A key part of the VA's pretense that C-123 veterans were not exposed to dioxin aboard our aircraft is their invention of something called "dry dioxin transfer." Don't bother looking it up in Wikipedia - the idea is novel to the VA, created to dismiss the many Air Force tests which clearly proved our airplanes contaminated with dioxin, by pretending that aircrews, maintenance and aerial port personnel were not exposed to the contamination. I know...makes no sense to anyone but the VA. Admittedly, exposure and contamination are separate points, but the US Government has not made the distinction before this.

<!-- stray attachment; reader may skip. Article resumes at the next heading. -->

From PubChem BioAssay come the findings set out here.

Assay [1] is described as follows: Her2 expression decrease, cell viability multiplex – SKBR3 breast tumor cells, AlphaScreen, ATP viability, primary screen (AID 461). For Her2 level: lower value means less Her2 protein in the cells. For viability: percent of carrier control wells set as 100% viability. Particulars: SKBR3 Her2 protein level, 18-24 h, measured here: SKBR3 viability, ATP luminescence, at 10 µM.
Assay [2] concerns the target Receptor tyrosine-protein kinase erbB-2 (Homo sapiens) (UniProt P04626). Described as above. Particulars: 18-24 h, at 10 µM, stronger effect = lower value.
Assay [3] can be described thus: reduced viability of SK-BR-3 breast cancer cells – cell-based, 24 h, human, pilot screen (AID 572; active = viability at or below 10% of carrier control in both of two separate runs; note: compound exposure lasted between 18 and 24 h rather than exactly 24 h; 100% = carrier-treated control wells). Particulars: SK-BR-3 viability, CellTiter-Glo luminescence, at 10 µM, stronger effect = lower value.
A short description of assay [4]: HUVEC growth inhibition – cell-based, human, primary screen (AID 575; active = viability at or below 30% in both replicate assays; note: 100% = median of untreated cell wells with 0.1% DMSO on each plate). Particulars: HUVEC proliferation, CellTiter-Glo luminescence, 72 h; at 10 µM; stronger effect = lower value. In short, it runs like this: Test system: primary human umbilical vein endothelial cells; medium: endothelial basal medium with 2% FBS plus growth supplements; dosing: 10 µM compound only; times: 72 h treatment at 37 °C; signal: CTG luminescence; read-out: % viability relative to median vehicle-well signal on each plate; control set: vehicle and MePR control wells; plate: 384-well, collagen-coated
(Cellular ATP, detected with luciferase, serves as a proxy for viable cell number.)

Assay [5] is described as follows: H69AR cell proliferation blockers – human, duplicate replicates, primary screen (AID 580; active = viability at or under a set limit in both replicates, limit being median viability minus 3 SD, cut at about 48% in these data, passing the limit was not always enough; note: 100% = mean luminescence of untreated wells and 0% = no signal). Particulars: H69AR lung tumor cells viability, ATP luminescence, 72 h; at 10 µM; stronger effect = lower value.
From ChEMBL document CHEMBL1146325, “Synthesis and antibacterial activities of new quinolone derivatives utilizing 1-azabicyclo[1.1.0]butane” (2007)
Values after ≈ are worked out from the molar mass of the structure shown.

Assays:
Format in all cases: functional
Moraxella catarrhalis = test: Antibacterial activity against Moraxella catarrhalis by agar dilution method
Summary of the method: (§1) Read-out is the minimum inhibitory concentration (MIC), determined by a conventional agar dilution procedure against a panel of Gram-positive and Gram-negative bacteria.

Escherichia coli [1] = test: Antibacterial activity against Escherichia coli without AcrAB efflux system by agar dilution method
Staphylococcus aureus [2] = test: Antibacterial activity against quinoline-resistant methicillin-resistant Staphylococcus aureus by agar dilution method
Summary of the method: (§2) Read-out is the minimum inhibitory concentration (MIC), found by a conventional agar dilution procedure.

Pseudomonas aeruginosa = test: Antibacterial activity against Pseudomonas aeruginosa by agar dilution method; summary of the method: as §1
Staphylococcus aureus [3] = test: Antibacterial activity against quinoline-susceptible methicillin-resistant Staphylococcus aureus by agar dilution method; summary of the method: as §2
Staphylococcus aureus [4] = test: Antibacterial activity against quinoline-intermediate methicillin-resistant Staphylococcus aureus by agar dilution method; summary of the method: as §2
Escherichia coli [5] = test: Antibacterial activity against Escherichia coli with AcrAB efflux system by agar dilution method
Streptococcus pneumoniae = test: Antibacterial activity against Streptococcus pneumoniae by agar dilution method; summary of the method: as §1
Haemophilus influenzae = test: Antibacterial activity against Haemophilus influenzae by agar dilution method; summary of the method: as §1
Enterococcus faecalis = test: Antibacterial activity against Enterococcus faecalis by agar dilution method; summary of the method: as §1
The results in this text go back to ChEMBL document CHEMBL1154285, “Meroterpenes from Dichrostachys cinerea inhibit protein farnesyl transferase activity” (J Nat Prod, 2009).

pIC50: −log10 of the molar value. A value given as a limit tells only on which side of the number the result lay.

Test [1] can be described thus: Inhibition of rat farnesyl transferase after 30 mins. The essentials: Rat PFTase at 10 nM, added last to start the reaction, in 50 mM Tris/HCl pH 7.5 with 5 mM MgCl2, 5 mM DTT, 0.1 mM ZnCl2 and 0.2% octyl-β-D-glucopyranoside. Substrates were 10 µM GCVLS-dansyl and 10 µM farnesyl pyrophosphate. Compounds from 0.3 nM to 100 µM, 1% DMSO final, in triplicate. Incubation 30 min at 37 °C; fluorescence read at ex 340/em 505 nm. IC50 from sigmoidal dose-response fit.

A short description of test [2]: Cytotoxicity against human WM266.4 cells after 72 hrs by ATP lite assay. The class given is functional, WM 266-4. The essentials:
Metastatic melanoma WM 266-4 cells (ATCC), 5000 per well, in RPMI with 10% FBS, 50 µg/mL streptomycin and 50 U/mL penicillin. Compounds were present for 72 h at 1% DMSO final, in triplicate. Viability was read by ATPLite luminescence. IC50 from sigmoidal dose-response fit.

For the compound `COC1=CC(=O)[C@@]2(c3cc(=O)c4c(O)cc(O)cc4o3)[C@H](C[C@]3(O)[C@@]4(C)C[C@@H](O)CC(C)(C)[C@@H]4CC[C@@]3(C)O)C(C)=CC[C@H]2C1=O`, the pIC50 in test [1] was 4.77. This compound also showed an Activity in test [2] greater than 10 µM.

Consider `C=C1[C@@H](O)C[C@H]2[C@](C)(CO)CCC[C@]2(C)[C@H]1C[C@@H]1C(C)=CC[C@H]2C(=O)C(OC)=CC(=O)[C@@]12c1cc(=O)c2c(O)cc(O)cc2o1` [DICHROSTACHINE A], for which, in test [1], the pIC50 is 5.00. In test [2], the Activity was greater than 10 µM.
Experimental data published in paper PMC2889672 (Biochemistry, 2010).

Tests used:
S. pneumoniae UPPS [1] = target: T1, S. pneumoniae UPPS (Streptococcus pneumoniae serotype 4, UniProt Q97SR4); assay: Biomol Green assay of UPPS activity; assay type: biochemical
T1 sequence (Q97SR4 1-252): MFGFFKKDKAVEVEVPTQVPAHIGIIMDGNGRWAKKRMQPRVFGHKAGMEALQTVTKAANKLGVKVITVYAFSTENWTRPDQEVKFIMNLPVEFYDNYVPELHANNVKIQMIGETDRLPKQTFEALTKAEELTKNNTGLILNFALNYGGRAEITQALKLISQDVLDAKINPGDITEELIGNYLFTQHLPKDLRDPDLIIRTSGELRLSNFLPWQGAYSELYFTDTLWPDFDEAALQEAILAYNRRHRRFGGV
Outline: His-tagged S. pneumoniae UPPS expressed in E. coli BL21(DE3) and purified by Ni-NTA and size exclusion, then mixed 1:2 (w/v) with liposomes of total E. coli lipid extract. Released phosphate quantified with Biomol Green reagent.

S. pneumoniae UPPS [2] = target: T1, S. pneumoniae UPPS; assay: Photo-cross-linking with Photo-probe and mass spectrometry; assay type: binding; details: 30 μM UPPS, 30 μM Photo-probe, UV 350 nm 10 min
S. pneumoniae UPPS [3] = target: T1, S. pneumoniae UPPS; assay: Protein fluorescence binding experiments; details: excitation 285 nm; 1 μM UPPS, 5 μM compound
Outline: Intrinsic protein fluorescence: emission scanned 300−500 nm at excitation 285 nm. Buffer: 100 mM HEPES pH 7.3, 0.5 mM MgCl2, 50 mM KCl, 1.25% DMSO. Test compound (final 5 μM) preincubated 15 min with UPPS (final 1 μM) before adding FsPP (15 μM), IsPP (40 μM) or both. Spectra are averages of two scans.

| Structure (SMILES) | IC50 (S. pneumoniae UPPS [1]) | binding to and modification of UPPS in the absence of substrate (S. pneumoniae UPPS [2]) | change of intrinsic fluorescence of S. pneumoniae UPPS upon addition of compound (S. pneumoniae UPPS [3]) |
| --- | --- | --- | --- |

|Working C-123 Hand|
article in the TOX Journal about dermal exposure to dioxin, carried in a 1995 article published in the TOX journal. In this key document, clearly known to the VA but obviously ignored by them, the likelihood of dermal exposure is carefully spelled out. In addition to the dioxin we ingested and inhaled aboard the Provider, the article's authors explain that our skin provided no special barrier to exposure. Indeed, they establish that dermal exposure is usually the most intense of the three routes of exposure.
Last article for 2012 - God bless and keep you all.
Wes Carter and Family
December 31, 2012
(thanks to MSgt Kathy Voiland for her help with the TOX article)